Do you want a dog that waits for directions all the time or one that knows what to do?
Imagine if someone controlled everything in your life. They decided when you ate, what you ate, how much you ate or whether you ate at all. This is just one example of how much we already control in our dog's life. I've got to admit, now that I think about it our dogs relinquish control and trust us with their lives. They think we are the most amazing person and I don't know about you but I want to prove him right.
Think about the times you correct your dog by shouting, saying "no no no no" to a point where your dog thinks his name is "no no no no". How can you avoid that unpleasant tone and make life happier?
HOW? How? How?
If we just create a pattern of behaviour the dog can follow you wouldn't need to correct him. The silent treatment works just as well ( just ask 13 year old Amanda).
1. Every time you come home, wait at the door till he sits and only then open the door.
2. Hold his meal in your hand until he sits, then reward him.
3. Play fetch with him after he sits and waits for you to throw it.
If you notice, I'm waiting or being silent until the dog does the thing I want and then I celebrate his achievement. With time you will notice he will be quicker and quicker to sit and behave and that behaviour has rewarded him.
One of our pups has a special message for you...
This way, I'm not barking at my dog. My dog doesn't think I'm an insufferable two legged creature. Win-win.
Of course this only applies if you see an ideal dog as one that doesn't jump up on you and your guests. If you like the muddy paws and slobbery licks then don't you dare shout at him one the one day that you've had a bad day. I will hunt you down and bark at you.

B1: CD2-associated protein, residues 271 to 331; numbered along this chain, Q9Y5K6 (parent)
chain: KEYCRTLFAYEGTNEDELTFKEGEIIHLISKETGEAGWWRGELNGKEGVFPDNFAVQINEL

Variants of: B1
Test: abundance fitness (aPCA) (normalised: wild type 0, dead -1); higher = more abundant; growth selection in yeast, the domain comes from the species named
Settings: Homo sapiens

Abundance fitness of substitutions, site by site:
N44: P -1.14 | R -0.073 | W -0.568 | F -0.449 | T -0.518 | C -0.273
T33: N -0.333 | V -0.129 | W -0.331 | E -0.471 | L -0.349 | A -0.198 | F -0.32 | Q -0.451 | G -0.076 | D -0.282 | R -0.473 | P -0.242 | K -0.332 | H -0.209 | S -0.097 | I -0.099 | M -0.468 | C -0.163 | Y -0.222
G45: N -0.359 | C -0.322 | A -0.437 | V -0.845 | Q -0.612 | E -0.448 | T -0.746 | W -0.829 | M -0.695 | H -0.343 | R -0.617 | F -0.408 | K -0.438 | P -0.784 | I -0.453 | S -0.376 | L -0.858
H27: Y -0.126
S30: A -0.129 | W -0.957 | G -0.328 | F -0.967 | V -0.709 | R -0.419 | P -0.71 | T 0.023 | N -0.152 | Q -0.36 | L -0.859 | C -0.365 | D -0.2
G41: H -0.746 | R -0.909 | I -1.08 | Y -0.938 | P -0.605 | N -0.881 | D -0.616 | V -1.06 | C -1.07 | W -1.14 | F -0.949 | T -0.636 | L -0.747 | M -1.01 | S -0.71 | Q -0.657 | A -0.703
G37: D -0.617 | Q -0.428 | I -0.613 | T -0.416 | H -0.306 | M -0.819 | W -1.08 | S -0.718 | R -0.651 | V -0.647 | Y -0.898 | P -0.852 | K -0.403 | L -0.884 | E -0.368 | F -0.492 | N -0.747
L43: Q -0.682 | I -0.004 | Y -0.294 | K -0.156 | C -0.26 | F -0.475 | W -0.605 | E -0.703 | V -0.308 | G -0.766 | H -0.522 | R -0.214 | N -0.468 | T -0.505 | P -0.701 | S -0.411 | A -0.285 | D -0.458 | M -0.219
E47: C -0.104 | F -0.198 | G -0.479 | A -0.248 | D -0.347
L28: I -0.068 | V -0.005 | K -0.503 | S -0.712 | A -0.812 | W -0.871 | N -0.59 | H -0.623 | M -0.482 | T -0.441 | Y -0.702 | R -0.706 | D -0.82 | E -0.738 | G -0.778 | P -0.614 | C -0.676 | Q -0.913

...and the last but not least...
This is the BEST way to mess up your dog.
He hesitates to go outdoors? Force him to and tell him it's good for him. He gets freaked out the first time he has a bath? Pick him up and take him anyway, it's good for him. He doesn't want to go to the vet? Not a problem, Hold him down and force him to be there and take it.
When you force anyone to do anything, they will tolerate you to a point and then karate chop their way out of there. I guarantee it! The only difference is your dog won't chop he will chomp (down on your hand).
I hate butterflies. I've had a phobia since I was 5 years old. If you try to mess with me by doing something butterfly related, I will cause you physical damage (Even though I'm vegetarian and my teeth are not very sharp from all those potatoes I eat.)
Now imagine the struggle with a puppy who will grow to be much bigger and stronger. If you still can't imagine try this exercise -
Step 1- Hire a friend who wouldn't mind torturing you. (He might even do it for free)
Step 2- Make a list of the things you are scared of ( spiders, snakes, vegetables, commitment, the gym)
Step 3- Now let your friend force you to do those things. I mean really force you to do it. Tie you up, hold you down, drag you there (get creative)
Simple piece of advice when introducing new or slightly unpleasant things-
Go slow, make it more tolerable with positive things and NEVER FORCE YOUR DOG.
That's the bottom line folks. A little bit of empathy can go a long way. Be kind to one another.